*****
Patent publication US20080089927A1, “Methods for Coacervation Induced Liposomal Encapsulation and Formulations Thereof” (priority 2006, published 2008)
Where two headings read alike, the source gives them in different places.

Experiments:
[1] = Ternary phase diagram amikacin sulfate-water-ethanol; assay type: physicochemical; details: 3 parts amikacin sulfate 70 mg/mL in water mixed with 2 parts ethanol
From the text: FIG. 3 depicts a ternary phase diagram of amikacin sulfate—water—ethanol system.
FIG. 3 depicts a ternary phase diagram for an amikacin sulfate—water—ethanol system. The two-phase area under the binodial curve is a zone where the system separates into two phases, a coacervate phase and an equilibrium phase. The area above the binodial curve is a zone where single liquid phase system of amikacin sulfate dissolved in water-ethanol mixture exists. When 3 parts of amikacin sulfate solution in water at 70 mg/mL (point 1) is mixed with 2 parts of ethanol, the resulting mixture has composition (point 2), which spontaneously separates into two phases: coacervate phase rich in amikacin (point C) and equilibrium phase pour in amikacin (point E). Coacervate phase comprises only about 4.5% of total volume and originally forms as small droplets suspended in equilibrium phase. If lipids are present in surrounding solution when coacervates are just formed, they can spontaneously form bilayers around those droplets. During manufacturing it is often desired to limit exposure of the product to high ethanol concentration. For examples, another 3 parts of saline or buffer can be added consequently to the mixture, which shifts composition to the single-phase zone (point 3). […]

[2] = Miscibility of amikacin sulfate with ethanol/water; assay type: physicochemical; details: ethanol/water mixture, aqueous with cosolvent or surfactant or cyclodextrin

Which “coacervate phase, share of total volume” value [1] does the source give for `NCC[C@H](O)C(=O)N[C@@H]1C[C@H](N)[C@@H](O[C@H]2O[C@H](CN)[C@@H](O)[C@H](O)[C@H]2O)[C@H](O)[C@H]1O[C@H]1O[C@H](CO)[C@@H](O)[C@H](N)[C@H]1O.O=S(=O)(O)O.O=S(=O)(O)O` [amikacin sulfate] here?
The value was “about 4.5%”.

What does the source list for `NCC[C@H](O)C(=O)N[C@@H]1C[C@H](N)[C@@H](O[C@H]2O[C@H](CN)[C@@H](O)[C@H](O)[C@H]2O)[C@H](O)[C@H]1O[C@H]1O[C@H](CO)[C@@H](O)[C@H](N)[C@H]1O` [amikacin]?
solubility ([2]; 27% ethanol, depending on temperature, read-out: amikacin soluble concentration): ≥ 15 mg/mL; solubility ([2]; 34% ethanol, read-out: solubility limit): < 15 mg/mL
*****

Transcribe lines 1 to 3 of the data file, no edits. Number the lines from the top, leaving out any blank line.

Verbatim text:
Patent publication US20080089927A1, “Methods for Coacervation Induced Liposomal Encapsulation and Formulations Thereof” (priority 2006, published 2008)
Where two headings read alike, the source gives them in different places.

Experiments: